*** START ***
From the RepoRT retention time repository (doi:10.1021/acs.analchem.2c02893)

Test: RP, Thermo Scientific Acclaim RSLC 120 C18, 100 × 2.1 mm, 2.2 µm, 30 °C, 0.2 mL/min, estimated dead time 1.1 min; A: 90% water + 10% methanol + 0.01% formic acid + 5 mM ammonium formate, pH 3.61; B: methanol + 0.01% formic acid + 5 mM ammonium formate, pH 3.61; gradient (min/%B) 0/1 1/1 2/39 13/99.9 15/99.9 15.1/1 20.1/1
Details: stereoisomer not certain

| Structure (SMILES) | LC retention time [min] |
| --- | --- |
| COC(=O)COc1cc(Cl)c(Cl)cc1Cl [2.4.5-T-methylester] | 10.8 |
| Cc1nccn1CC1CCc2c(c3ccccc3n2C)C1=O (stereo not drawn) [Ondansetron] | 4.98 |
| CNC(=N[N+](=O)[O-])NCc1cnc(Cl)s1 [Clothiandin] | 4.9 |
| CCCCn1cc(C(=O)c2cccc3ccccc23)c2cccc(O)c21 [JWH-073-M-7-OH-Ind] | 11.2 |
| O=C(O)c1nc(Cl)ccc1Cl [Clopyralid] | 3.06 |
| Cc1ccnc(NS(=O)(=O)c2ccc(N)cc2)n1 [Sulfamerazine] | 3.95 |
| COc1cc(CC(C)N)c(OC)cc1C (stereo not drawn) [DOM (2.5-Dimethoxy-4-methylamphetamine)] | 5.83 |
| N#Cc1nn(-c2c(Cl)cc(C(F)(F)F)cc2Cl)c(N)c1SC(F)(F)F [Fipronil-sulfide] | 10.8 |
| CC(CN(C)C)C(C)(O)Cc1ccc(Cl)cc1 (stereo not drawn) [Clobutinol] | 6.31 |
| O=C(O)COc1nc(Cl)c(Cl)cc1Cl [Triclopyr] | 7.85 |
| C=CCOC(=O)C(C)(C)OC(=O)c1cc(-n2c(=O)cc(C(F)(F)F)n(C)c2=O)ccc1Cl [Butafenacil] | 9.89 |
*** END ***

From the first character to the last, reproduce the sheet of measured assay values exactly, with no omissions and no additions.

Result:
From the RepoRT retention time repository (doi:10.1021/acs.analchem.2c02893)

Test: RP, Thermo Scientific Acclaim RSLC 120 C18, 100 × 2.1 mm, 2.2 µm, 30 °C, 0.2 mL/min, estimated dead time 1.1 min; A: 90% water + 10% methanol + 0.01% formic acid + 5 mM ammonium formate, pH 3.61; B: methanol + 0.01% formic acid + 5 mM ammonium formate, pH 3.61; gradient (min/%B) 0/1 1/1 2/39 13/99.9 15/99.9 15.1/1 20.1/1
Details: stereoisomer not certain

| Structure (SMILES) | LC retention time [min] |
| --- | --- |
| COC(=O)COc1cc(Cl)c(Cl)cc1Cl [2.4.5-T-methylester] | 10.8 |
| Cc1nccn1CC1CCc2c(c3ccccc3n2C)C1=O (stereo not drawn) [Ondansetron] | 4.98 |
| CNC(=N[N+](=O)[O-])NCc1cnc(Cl)s1 [Clothiandin] | 4.9 |
| CCCCn1cc(C(=O)c2cccc3ccccc23)c2cccc(O)c21 [JWH-073-M-7-OH-Ind] | 11.2 |
| O=C(O)c1nc(Cl)ccc1Cl [Clopyralid] | 3.06 |
| Cc1ccnc(NS(=O)(=O)c2ccc(N)cc2)n1 [Sulfamerazine] | 3.95 |
| COc1cc(CC(C)N)c(OC)cc1C (stereo not drawn) [DOM (2.5-Dimethoxy-4-methylamphetamine)] | 5.83 |
| N#Cc1nn(-c2c(Cl)cc(C(F)(F)F)cc2Cl)c(N)c1SC(F)(F)F [Fipronil-sulfide] | 10.8 |
| CC(CN(C)C)C(C)(O)Cc1ccc(Cl)cc1 (stereo not drawn) [Clobutinol] | 6.31 |
| O=C(O)COc1nc(Cl)c(Cl)cc1Cl [Triclopyr] | 7.85 |
| C=CCOC(=O)C(C)(C)OC(=O)c1cc(-n2c(=O)cc(C(F)(F)F)n(C)c2=O)ccc1Cl [Butafenacil] | 9.89 |